Latest attempt by one of the big supermarket names to rival the likes of Aldi and Lidl.
Asda shoppers are set to benefit from reduced prices as the supermarket launches a new discounting push.
According to reports in the Telegraph, a host of price cuts are set to be introduced from as soon as next week, with some items falling in price by as much as 25%.
The supermarket hasn’t yet confirmed what items will be included in the price slashing promotion.
It’s the latest step in the price wars being conducted by supermarkets ahead of the national lockdown easing.
That’s Asda price
Last September Asda announced that it would be investing £100m into trimming prices across its range, alongside bringing back its ‘Asda Price’ marketing campaign.
This latest round of price reductions is seemingly linked to Asda’s purchase by the Issa brothers’ EG Group, a £750m deal which is currently being checked over by the Competition and Markets Authority (CMA).
Delivering better value
One interesting aspect of Asda’s price cut drive is the fact that it’s already seen as the supermarket that competes most strongly on price.
The consumer champions Which? carry out a monthly research project, tracking the average prices of 85 different items sold by each of the big names, to work out which delivers the best value.
That trolley of goods includes both branded and own-brand items, such as Branston baked beans and Andrex toilet tissue.
And Asda has consistently come out cheapest compared to its grocery rivals. In February, that basket of goods would have cost £160.89 at Asda, almost £7 cheaper than its nearest rival Sainsbury’s.
The price difference is even starker against the likes of Waitrose too ‒ Asda came out a massive £18 cheaper.
This isn’t a rarity either. Asda was found to be the cheapest option for every month dating back to January 2020.
Rivalling the deep discounters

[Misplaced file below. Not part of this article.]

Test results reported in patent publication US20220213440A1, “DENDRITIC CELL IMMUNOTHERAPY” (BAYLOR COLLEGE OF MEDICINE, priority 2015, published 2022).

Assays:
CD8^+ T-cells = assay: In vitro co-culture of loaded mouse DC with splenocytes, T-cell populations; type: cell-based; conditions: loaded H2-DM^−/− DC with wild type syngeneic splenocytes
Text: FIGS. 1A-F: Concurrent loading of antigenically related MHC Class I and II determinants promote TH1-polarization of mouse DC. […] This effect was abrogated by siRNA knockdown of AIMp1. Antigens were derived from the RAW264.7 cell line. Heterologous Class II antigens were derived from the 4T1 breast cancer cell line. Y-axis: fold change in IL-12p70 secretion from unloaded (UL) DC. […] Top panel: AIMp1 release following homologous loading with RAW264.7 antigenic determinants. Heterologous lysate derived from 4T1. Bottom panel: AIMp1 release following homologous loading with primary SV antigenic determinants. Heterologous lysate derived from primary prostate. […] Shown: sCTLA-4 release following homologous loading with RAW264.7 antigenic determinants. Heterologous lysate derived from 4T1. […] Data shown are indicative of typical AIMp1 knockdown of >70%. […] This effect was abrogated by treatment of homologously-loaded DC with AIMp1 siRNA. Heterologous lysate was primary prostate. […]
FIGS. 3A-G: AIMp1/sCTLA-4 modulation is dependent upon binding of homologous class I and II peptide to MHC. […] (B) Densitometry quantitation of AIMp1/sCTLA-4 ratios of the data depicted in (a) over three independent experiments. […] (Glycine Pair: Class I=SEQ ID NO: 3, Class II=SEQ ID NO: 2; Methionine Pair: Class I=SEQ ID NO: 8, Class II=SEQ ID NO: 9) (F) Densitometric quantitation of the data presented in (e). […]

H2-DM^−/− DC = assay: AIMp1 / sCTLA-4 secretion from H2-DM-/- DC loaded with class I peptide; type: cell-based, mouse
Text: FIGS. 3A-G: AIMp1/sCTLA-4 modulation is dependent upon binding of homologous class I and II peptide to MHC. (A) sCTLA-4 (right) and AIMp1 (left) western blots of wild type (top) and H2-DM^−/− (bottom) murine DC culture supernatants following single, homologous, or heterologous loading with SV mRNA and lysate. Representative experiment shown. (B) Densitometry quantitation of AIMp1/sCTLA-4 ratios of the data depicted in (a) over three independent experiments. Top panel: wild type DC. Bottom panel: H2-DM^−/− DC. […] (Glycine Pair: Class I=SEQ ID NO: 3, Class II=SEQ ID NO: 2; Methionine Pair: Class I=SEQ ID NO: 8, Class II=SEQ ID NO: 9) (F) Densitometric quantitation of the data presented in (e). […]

It’s worth noting though that Asda only comes out cheapest when this large trolley of goods is compared.
Which? also runs a monthly check of a smaller trolley of 19 items, which include the likes of apples, eggs and tomatoes, and which includes Lidl and Aldi in the comparison.
And the deep discounters always work out as a more budget-friendly choice. Last month for example that trolley would have cost £19.13 at Lidl or £19.38 at Aldi, compared to £21 at Asda.
Asda is certainly not the only big supermarket that’s aware of the competition posed by Lidl and Aldi.
How do you want to shop?
Before the pandemic hit, the deep discounters were eating into the market share enjoyed by the bigger supermarket names.
According to Kantar World Panel, between the start of 2019 and March 2020, Aldi’s market share jumped to 8.2% from 7.5%, while Lidl’s rose from 5.3% to 6.1%.
This was at the expense of the big names. Tesco’s dropped from 27.7% to 26.8%, Sainsbury’s fell from 15.9% to 15.3% and Asda’s fell from 15.3% to 15%.
Things have changed since the arrival of Covid-19, however, perhaps because so many of us have moved towards trying to get delivery or click and collect slots that aren’t generally on offer from the deep discounters.
While Asda’s market share has dropped over this period, down to 14.8%, the other big names have seen their share grow at the expense of Aldi and Lidl.
It may be that Asda’s price cuts, and moves like Sainsbury’s Aldi price match scheme, are an attempt to shore up our loyalty to them before lockdowns are removed and people start shopping in person more.
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